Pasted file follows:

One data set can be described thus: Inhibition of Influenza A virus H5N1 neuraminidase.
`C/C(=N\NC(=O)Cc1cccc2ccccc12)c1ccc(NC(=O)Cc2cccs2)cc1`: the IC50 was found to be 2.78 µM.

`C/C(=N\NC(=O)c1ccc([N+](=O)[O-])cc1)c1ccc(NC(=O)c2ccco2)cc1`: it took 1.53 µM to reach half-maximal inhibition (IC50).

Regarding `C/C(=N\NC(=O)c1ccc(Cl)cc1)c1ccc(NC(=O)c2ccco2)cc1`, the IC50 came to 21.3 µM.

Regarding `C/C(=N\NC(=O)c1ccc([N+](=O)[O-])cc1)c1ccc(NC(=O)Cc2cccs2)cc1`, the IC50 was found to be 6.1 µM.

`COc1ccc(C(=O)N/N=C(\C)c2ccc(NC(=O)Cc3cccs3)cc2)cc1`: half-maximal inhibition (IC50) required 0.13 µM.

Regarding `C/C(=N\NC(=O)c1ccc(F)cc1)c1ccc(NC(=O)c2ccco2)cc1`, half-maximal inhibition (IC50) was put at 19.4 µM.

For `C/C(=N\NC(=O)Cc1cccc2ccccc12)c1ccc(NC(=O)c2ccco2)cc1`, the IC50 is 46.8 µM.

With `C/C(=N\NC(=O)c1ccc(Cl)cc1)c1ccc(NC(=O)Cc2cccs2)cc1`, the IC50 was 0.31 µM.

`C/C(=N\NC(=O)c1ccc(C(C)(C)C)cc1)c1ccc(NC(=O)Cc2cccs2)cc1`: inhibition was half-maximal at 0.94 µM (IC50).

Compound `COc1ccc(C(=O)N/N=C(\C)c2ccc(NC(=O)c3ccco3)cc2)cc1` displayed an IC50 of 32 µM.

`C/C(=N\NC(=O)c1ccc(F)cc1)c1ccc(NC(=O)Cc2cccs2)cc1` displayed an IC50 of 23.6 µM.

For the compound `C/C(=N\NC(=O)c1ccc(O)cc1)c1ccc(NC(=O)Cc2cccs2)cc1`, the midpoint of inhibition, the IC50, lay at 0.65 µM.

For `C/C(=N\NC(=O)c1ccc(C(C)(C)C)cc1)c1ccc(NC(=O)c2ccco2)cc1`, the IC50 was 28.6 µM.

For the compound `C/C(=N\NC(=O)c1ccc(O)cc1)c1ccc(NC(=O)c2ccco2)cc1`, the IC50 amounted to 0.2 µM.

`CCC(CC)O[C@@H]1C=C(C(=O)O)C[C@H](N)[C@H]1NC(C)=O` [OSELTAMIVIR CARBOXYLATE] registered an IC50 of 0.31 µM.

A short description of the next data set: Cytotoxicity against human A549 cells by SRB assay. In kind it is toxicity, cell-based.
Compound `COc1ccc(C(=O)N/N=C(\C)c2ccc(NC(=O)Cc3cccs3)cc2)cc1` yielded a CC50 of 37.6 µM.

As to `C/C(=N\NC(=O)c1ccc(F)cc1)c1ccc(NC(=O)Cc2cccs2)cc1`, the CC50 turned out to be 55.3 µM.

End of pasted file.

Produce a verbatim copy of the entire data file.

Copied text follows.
One data set can be described thus: Inhibition of Influenza A virus H5N1 neuraminidase.
`C/C(=N\NC(=O)Cc1cccc2ccccc12)c1ccc(NC(=O)Cc2cccs2)cc1`: the IC50 was found to be 2.78 µM.

`C/C(=N\NC(=O)c1ccc([N+](=O)[O-])cc1)c1ccc(NC(=O)c2ccco2)cc1`: it took 1.53 µM to reach half-maximal inhibition (IC50).

Regarding `C/C(=N\NC(=O)c1ccc(Cl)cc1)c1ccc(NC(=O)c2ccco2)cc1`, the IC50 came to 21.3 µM.

Regarding `C/C(=N\NC(=O)c1ccc([N+](=O)[O-])cc1)c1ccc(NC(=O)Cc2cccs2)cc1`, the IC50 was found to be 6.1 µM.

`COc1ccc(C(=O)N/N=C(\C)c2ccc(NC(=O)Cc3cccs3)cc2)cc1`: half-maximal inhibition (IC50) required 0.13 µM.

Regarding `C/C(=N\NC(=O)c1ccc(F)cc1)c1ccc(NC(=O)c2ccco2)cc1`, half-maximal inhibition (IC50) was put at 19.4 µM.

For `C/C(=N\NC(=O)Cc1cccc2ccccc12)c1ccc(NC(=O)c2ccco2)cc1`, the IC50 is 46.8 µM.

With `C/C(=N\NC(=O)c1ccc(Cl)cc1)c1ccc(NC(=O)Cc2cccs2)cc1`, the IC50 was 0.31 µM.

`C/C(=N\NC(=O)c1ccc(C(C)(C)C)cc1)c1ccc(NC(=O)Cc2cccs2)cc1`: inhibition was half-maximal at 0.94 µM (IC50).

Compound `COc1ccc(C(=O)N/N=C(\C)c2ccc(NC(=O)c3ccco3)cc2)cc1` displayed an IC50 of 32 µM.

`C/C(=N\NC(=O)c1ccc(F)cc1)c1ccc(NC(=O)Cc2cccs2)cc1` displayed an IC50 of 23.6 µM.

For the compound `C/C(=N\NC(=O)c1ccc(O)cc1)c1ccc(NC(=O)Cc2cccs2)cc1`, the midpoint of inhibition, the IC50, lay at 0.65 µM.

For `C/C(=N\NC(=O)c1ccc(C(C)(C)C)cc1)c1ccc(NC(=O)c2ccco2)cc1`, the IC50 was 28.6 µM.

For the compound `C/C(=N\NC(=O)c1ccc(O)cc1)c1ccc(NC(=O)c2ccco2)cc1`, the IC50 amounted to 0.2 µM.

`CCC(CC)O[C@@H]1C=C(C(=O)O)C[C@H](N)[C@H]1NC(C)=O` [OSELTAMIVIR CARBOXYLATE] registered an IC50 of 0.31 µM.

A short description of the next data set: Cytotoxicity against human A549 cells by SRB assay. In kind it is toxicity, cell-based.
Compound `COc1ccc(C(=O)N/N=C(\C)c2ccc(NC(=O)Cc3cccs3)cc2)cc1` yielded a CC50 of 37.6 µM.

As to `C/C(=N\NC(=O)c1ccc(F)cc1)c1ccc(NC(=O)Cc2cccs2)cc1`, the CC50 turned out to be 55.3 µM.